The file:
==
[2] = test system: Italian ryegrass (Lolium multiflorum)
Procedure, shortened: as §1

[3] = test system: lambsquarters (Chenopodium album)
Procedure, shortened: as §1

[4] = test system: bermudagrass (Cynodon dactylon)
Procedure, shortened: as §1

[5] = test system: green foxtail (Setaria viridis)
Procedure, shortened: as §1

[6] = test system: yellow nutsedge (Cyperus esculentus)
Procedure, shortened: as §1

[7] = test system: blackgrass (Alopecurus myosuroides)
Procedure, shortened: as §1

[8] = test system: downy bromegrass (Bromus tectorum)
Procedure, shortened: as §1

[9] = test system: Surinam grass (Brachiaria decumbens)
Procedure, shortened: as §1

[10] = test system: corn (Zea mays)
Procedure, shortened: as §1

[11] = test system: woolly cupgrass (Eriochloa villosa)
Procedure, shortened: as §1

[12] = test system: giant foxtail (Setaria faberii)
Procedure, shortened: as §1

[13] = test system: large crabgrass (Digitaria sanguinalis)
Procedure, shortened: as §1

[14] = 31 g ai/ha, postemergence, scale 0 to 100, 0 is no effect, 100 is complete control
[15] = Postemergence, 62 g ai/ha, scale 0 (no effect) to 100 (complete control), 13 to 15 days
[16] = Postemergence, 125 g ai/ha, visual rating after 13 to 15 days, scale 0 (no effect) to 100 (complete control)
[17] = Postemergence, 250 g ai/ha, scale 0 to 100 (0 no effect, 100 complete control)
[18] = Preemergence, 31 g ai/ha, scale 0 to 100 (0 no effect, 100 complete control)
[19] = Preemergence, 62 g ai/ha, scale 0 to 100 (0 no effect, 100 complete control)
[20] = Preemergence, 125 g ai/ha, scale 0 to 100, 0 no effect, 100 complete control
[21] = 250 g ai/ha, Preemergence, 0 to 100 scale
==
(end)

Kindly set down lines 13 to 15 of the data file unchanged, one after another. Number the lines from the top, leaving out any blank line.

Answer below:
[8] = test system: downy bromegrass (Bromus tectorum)
Procedure, shortened: as §1

[9] = test system: Surinam grass (Brachiaria decumbens)